I have to say that I do learn more from your comments than from ABTW articles. THANK YOU.

      • I assume you mean learning about the art of dressing opinion as fact? There are so many holes in this guy’s dismissive arguments I can’t assume you mean horology?!

        • ProJ

          Well, I don’t know for sure his Horological knowledge, but the guy (in watch-related arguments) is certainly opinionated, and he doesn’t suffice with just delivering his opinion, he rather presents us with actual evidence in a very well explained manner. Sometimes I would agree with him while other times not. I just find myself scrolling to his comments before I even read an article.

          • It’s fun for some perhaps, but it’s no more informative than a rehashed press-release. At least the release contains the facts. There are details about the build of this watch with regard to the case and the dial for example that they mention in passing, but I would hope for ABTW to develop upon and explore, but it all adds to the merit of the watch and helps differentiate it from something built of more usual technique. To simply say “the case is made from titanium” or to list the alternative finishing techniques that are not present here, when the actual techniques used are still of significance, is hardly support for an argument, it’s just fluff in aid of entertaining dismissal.

          • Marius

            You are absolutely right, when buying expensive luxury goods it is indeed of utmost importance to focus on the facts. And, as you rightly said: “At least the release contains the facts.”

            Exactly, the press releases contain the cold, hard facts.

            Just as Bremont did when they argued that their movement was in-house when in reality it was produced by LJP.

            Just as Tag Heuer did when they stated that their new chronograph movement was in-house when in reality it was a Seiko caliber.

            Just as when brands are using the Swiss Made label but refuse to disclose the actual provenance of the parts.

            Just as when brands introduce a new case material (carbon, ceramic, magic-whatever, super-whatever), present it as fabulous & fantastic, but fail to present any actual tests proving their claims.

            Just as…

          • So you are investigating the facts behind intentionally misleading releases? By making even less accurate statements mixed with faux-condescending comments directed at poor people?

            Actually I would prefer that both press releases and comments be supported by a little more than a copy paste.

            I am not saying that press releases are gospel – I assume you know that and are being intentionally petulant. The very releases you mention got hit hard because of the standard we do and should hold them to. What we need is proper intelligent challenges and investigation, not snark – but snark is easy and cheap so don’t let me stop you.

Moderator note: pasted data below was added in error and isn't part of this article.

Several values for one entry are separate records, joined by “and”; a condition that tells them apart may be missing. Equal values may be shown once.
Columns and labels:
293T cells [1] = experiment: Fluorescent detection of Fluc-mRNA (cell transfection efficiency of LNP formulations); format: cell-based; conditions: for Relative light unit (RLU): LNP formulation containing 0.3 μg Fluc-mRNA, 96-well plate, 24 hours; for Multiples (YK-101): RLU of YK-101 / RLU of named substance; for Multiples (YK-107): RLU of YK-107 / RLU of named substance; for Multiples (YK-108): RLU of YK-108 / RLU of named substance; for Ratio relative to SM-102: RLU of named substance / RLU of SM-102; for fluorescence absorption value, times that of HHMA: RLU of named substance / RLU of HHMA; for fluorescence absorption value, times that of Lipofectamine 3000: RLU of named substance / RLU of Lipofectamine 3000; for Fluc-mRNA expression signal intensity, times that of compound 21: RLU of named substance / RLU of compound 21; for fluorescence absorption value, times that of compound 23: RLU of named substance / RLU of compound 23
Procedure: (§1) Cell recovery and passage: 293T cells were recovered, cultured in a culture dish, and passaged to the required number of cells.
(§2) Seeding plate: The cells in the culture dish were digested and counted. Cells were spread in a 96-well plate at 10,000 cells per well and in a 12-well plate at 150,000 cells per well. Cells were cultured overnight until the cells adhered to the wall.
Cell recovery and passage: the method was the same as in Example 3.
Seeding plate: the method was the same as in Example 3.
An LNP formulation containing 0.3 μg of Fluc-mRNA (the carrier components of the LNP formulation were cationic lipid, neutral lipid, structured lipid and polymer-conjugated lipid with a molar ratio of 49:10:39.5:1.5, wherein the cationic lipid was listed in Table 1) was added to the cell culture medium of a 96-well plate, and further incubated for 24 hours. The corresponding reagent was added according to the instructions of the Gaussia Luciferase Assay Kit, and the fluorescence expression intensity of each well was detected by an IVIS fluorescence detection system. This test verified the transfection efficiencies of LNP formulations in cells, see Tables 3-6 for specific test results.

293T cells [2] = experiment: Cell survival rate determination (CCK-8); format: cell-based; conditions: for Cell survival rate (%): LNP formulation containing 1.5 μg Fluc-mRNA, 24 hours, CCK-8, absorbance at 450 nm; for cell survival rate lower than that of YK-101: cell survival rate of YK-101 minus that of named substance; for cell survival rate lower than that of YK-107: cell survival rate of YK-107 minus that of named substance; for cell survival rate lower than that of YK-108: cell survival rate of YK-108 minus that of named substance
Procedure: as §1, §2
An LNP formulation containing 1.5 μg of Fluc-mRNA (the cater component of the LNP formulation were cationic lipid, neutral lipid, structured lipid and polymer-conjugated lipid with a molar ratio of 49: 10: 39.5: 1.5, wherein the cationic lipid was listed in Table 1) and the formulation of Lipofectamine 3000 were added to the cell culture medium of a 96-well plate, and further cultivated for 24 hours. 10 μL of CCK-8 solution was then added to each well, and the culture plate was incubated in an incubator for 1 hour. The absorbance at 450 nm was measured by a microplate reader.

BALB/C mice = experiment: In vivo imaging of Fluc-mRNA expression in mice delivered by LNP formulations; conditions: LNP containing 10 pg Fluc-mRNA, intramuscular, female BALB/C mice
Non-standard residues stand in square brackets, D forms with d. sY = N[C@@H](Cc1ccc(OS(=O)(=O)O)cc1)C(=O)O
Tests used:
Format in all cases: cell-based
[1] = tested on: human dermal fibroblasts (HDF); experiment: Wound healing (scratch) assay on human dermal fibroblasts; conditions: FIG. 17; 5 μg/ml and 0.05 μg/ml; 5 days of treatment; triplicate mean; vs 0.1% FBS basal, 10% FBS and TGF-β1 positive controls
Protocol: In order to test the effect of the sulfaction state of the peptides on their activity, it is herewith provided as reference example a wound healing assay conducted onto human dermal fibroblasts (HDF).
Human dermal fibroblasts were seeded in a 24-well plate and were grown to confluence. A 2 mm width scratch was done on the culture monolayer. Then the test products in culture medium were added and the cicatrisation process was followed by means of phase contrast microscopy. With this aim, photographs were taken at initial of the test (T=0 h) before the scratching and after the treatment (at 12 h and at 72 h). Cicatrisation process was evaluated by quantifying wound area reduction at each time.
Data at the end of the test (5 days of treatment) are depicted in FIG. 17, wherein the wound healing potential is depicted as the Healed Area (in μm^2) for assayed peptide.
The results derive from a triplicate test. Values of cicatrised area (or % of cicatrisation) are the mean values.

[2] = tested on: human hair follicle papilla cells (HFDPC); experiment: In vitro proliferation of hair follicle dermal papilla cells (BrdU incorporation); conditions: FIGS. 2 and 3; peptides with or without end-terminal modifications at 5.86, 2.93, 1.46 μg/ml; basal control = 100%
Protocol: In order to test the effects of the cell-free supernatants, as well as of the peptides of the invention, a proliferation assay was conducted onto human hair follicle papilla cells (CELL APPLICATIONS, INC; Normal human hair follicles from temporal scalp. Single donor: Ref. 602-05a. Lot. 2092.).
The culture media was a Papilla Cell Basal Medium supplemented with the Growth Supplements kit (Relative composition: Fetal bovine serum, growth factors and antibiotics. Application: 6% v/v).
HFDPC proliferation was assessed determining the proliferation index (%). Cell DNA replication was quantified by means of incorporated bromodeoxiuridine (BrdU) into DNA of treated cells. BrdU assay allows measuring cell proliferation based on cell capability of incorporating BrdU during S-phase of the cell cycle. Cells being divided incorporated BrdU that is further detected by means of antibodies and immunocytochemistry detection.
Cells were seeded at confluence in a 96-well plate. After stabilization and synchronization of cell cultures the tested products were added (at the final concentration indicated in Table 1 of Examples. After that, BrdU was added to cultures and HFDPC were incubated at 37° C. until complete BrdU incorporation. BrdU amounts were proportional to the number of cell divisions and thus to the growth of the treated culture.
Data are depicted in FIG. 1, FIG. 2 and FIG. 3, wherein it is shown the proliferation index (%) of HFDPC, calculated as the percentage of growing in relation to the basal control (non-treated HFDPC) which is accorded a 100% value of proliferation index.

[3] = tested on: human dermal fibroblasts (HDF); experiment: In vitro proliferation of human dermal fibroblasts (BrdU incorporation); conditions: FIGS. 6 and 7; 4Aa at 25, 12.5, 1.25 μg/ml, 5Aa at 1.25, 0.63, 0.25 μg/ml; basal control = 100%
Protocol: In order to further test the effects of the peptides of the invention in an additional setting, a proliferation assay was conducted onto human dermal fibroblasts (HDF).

• ProJ

          Also I must say the comments section here is why I am on ABTW, rather than say Hodinkee or Timezone where comments are moderated.

          • Comments are great fun, like entertainment, but I would never dream of relying upon them to educate me – my words included 😉
            Very very easy to dismiss a watch with loosely structured semi-facts – but none of it would pass as publishable. I like ABTW for the banter, and for the basic but very wide coverage of releases – if you want to really learn about the watches though I find that you need to layer it with multiple sources – the comments are one such source but they are also littered with inaccuracies.

      • SuperStrapper

        Lol. Tongue firmly in cheek on that one I assume.

    • Yojimbo

      Hear Hear!

    • I’m sorry but this watch goes to 400 km/h. This alone warrants the price of a supercar, no? $23000 looks like a bargain…

    • BiLL

      According to Sheez Gagoo, Parmigiani loses $50K on every watch, so I guess we’re lucky it ain’t $72,900.

  • Yojimbo

    someone come up with a joke about the dumbo Porsche and Bugatti ‘inspired’ watch owners having an argument about which one runs faster GO!

  • SuperStrapper

    I’m usually not a fan of integrated chronograph pushers, but these are very well done.

  • BiLL

    All the hotties wear Bugattis,
    eat biscottis,
    do pilates

    • Word Merchant

      And if you’re smarmy
      With a face like salami
      And overly charmy
      You’d be barmy
      To ignore a Parmigiani.

      • You meant “To ignore a Pastrami” no?

        • Word Merchant

          I’m a poet and I don’t realise it.

    • DanW94

      Drink no-fat lattes
      Throw botox parties
      Drop double entendres
      Glare at you sideways

  • spiceballs

    Nice Parmi, love the look, esp the pushers & dial. Stand-out watch and something different from other bog-standard offerings, but need more info – – -.


    Looks kool don’t know if 20k kool but kool none the less

  • ??????

    No way it looks like a 23k watch to me

  • Like a boos 🙂